After new arrests last week, the total number of detained activists is now 18. In retaliation for what it described as Canadian meddling, Riyadh divested from its Canadian assets, froze new trade and investment, halted flights to the Great White North and recalled Saudi doctors and students from Canadian hospitals and universities.

The kingdom called Canada’s response an “unacceptable affront” and a direct violation of its sovereignty.

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That’s a valid, diplomatic response. But every other measure is utterly disproportionate. Riyadh’s actions undercut its recent unprecedented progress. Women finally got behind the wheel of their cars in June — legally. Movie theaters opened.

Western visitors have lined up. The once-dreaded religious police have been effectively declawed. And many regulatory changes have been implemented to open up the Saudi economy for foreign investment.

Mohammed bin Salman, the energetic crown prince helming this vast metamorphosis, has articulated his vision to put the kingdom on the right track.

He vowed to roll back fundamentalist Islam and return the kingdom to a “tolerant, moderate Islam” — unprecedented words from a Saudi leader, given the kingdom’s historical role in spreading Wahhabism.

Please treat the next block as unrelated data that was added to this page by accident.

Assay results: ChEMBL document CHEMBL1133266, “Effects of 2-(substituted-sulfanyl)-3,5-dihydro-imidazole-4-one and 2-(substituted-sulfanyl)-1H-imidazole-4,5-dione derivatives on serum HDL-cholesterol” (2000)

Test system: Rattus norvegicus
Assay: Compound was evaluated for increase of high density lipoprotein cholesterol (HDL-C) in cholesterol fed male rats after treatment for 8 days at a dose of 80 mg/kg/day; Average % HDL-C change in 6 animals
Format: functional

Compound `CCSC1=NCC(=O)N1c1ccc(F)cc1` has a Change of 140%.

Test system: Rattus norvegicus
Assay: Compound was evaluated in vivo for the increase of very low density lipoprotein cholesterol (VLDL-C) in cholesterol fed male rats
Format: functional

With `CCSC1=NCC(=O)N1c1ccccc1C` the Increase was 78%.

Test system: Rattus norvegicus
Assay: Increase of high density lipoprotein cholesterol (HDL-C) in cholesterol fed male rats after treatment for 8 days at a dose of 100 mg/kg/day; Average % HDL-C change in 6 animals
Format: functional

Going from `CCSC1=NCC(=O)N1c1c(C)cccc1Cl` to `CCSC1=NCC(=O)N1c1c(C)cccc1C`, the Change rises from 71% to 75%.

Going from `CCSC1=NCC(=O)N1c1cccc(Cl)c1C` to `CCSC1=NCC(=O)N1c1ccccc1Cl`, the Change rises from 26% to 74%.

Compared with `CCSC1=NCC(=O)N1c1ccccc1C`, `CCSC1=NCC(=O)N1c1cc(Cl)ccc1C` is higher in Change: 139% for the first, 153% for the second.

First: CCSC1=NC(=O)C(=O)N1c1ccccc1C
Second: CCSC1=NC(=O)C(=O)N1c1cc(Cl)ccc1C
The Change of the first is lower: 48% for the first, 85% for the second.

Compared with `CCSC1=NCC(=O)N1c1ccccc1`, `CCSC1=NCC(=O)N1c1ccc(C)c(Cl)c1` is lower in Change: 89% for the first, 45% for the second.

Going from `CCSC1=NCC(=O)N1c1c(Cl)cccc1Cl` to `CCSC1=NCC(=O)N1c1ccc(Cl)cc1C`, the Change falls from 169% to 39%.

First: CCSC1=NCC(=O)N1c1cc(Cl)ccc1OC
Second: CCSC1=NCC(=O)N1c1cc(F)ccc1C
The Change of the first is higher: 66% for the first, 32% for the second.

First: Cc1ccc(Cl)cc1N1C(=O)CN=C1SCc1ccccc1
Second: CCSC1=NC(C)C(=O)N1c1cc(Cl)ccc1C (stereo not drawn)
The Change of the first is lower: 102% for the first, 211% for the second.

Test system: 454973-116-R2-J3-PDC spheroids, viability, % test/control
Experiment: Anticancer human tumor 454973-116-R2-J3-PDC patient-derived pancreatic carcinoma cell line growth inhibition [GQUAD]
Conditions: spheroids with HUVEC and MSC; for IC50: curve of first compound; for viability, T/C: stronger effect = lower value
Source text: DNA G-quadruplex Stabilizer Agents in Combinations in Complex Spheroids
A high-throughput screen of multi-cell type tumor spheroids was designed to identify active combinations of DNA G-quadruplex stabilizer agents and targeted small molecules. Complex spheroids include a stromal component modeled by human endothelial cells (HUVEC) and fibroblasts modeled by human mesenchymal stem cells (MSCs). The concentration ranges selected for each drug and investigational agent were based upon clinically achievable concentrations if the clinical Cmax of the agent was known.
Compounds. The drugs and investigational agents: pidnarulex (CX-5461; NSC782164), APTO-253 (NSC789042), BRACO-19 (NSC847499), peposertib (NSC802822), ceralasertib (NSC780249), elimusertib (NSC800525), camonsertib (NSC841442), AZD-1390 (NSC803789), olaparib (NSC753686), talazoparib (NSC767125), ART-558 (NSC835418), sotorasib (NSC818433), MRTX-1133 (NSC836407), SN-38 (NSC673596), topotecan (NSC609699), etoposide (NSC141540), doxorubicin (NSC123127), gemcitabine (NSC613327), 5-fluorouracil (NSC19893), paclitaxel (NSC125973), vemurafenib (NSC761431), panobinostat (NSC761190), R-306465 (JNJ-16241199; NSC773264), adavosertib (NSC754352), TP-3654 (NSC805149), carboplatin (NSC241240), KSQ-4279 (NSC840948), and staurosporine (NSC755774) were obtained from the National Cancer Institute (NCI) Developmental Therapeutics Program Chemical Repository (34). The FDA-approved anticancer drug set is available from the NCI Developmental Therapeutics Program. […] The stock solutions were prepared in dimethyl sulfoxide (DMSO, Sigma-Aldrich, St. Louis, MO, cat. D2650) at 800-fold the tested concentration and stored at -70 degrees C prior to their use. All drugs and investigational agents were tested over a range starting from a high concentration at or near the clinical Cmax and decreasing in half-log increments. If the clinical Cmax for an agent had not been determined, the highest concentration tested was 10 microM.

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Saudi reform could have enormously positive consequences for the region. Which is why MbS, as he’s known, should be lauded every time he takes a step in the right direction, and why legitimate criticism is important, too.

Of course, the Saudis don’t always take criticism well. In 2015, Riyadh temporarily recalled its envoy to Sweden after the latter criticized human-rights violations, and last November it recalled its ambassador to Germany after its foreign minister protested Riyadh’s meddling in Lebanon.

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Saudi Arabia even blacklisted some German companies as a result.

Such moves may play well in Saudi Arabia, but may not have much of an impact in the current fracas. Riyadh is Canada’s 17th-largest trade partner, and total trade last year amounted to $3 billion. That may sound like a lot, but compared to the $673.9 billion that Canada traded with the US in 2017, that’s a drop in the bucket for Ottawa. Saudi institutions shed their Canadian asset holdings, but these divestments will likewise be small.